Either way, this was a Red Bull masterclass against two superior teams if only marred by Verstappen’s lost win. Team Principal, Christian Horner however found a positive in their “outright pace” which they need to show in Abu Dhabi if are to end 2018 on a high.
This race was particularly defining in the race for third as Finland’s Bottas and Raikkonen fight for the third placed championship trophy.
It was the Ferrari driver who entered this weekend ahead by nine points and with only Abu Dhabi left in a fortnight time, this was going to be a pivotal weekend in deciding who avoids a trip to the FIA prize giving Gala next month.
Raikkonen had spent the weekend playing second fiddle to Vettel whilst Bottas showed some pace to top FP2 but come race day, tyre management proved key as Bottas struggled with overheating then blistering despite producing a grand defence against Raikkonen for much of race.
Eventually the 2007 champion found his way through on lap 44 before clining on to third at end from Ricciardo, leaving him 14 points clear from Bottas and set for his first trip in six years to the FIA Gala if can avoid blowing that gap in Abu Dhabi.
Down at bottom, Charles Leclerc has been the form man with 14 points from last six races and was yet again on fire this weekend.
Right from the get go, this circuit seemed to suit the Monegasque star as he spent the entire weekend firmly inside the top ten, despite a brief scare when he looked set to miss out on Q3 before producing a last gasp lap to sneak into the top ten and make it a rare Sauber double in Q3.
Raceday meanwhile saw another class drive to finish best of the rest in seventh, whilst briefly testing himself against Vettel for a whole lap before allowing his future teammate past.
That seventh placed finish now leaves Leclerc with 20 points from last six races, double what those below him in championship have managed between them over same period.
It also sees him move above fellow 2019 graduate, Pierre Gasly and he now has a chance to snatch 13th from Gasly’s compatriot – Romain Grosjean in Abu Dhabi.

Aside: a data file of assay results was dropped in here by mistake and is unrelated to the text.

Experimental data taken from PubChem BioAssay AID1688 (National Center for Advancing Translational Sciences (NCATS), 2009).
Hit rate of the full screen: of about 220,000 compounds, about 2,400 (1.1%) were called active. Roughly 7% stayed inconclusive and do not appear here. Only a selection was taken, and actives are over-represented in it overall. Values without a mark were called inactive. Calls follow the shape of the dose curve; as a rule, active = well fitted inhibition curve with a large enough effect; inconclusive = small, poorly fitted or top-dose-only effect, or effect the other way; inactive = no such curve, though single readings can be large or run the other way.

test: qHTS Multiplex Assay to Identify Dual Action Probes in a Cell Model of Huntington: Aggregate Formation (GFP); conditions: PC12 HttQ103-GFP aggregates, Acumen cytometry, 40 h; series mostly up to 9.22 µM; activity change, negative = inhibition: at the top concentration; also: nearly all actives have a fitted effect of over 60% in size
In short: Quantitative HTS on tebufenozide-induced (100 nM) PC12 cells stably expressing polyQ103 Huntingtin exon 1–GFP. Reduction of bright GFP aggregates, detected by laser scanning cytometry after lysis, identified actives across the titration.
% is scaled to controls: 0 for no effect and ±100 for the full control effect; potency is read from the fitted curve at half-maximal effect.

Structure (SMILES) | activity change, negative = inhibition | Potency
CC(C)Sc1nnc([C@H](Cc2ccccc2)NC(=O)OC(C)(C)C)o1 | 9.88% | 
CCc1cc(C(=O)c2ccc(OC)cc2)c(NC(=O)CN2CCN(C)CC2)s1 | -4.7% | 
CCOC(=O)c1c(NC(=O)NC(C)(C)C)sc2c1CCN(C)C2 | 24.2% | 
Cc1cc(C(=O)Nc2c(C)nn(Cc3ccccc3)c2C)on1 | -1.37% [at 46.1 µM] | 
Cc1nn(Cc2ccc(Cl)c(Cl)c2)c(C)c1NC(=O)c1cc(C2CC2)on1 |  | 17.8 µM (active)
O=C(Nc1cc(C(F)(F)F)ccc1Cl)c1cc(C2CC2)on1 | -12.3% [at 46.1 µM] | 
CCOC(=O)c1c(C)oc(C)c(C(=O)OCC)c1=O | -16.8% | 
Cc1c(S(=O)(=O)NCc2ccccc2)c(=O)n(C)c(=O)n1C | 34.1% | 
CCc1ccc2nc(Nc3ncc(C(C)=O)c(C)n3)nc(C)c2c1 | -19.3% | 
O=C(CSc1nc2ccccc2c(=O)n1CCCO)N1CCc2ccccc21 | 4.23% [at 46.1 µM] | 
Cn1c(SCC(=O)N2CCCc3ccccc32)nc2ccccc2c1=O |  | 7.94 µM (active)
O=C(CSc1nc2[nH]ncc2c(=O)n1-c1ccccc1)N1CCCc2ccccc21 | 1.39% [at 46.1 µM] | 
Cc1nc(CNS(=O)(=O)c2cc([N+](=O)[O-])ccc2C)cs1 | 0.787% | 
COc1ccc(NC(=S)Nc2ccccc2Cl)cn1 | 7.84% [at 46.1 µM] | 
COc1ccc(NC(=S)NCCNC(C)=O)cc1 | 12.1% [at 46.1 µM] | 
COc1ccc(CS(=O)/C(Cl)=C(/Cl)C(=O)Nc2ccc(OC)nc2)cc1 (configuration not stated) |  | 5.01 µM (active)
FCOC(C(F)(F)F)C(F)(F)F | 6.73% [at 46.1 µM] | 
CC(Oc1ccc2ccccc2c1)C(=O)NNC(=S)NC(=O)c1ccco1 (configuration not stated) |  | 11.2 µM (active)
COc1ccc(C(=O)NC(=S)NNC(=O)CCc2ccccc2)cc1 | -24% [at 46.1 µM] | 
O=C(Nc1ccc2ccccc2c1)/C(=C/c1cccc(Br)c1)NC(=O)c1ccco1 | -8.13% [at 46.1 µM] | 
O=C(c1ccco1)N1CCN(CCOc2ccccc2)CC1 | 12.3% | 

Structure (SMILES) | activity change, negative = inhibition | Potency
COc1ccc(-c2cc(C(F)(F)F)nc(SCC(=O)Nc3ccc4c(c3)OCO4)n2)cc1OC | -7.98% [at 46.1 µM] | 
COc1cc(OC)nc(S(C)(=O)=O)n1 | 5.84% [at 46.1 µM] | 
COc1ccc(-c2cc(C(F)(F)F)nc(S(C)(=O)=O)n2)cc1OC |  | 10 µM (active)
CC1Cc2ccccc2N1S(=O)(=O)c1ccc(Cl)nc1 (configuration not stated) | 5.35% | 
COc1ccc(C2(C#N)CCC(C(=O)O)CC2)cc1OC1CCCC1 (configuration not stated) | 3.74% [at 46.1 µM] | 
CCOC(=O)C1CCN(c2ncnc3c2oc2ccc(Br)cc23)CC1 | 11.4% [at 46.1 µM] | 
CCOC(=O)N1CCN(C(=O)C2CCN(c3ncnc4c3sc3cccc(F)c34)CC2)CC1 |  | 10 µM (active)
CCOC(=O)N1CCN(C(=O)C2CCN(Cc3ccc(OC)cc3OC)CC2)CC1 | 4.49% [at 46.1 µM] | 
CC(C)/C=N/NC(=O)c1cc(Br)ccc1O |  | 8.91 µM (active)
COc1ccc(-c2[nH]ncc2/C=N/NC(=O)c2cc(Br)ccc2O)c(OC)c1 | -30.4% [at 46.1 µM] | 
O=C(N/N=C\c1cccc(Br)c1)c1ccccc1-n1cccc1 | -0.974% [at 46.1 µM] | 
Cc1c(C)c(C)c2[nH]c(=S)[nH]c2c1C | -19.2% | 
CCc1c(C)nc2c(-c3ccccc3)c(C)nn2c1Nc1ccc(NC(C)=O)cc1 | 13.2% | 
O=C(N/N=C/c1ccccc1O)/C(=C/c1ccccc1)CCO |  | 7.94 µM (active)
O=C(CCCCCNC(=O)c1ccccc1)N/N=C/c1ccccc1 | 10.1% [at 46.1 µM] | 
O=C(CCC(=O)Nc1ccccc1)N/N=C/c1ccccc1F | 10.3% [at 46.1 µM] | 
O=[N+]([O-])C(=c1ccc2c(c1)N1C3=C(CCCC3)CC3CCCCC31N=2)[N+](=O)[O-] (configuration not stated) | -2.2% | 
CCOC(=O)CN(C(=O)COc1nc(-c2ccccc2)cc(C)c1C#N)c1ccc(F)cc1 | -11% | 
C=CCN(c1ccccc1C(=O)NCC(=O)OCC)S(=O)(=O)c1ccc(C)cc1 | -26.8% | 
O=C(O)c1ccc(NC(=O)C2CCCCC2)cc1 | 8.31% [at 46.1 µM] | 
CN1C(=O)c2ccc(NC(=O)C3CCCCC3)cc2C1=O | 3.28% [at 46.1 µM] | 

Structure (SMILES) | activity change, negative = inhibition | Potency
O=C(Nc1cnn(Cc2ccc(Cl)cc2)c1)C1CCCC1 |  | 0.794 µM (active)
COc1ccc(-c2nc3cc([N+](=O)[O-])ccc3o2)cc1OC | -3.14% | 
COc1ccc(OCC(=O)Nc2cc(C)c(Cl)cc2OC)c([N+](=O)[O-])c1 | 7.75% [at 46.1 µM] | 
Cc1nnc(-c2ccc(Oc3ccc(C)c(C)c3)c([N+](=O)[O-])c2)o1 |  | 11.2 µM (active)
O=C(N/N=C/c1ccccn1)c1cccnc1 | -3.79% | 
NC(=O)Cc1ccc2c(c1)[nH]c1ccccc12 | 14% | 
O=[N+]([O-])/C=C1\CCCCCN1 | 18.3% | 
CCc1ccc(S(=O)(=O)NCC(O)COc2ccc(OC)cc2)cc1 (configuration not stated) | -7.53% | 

As for Sauber, they could yet overhaul Force India for seventh in the constructors’ standings if can deliver a strong final race whilst the Pink Panthers struggle as six points currently separate them.
After a difficult couple of rounds, Haas’ bid for fourth in Constructor Championship seemed dead in water, until they hit back in style this weekend.
With podiums here and Abu Dhabi looking incredibly unlikely marring any freak results, Haas needed a nice clean weekend with as many points as possible to give them a faint glimmer of hope in beating Renault.
A clean weekend was definitely what they got with a strong competitive car and Grosjean comfortably in top ten throughout, whilst Magnussen was just unlucky to miss out on Q3.
Given how unpredictable the weather proved to be, Magnussen was correct in saying post-race; “You do your best to try and go on track at the right time, but when it’s going like that, you never know when it’s going to start raining. It’s hard to know when is the best time to gout out. Clearly, we didn’t get it right.”
In the end, the Dane recovered to ninth, just behind Grosjean as Haas took six points to leave them 24 points behind Renault with one round left, after the Enstone based team failed to collect any points.
All Haas now need is a freak Abu Dhabi Grand Prix in which they get a win or both on podium, whilst Renault don’t score two points or more for them to clinch fourth.
Stranger things have happened.
Missed any of the first ten race weekends and want to get up to date? Click on any of the hyperlinks below to go and check out my round up of the weekend/s.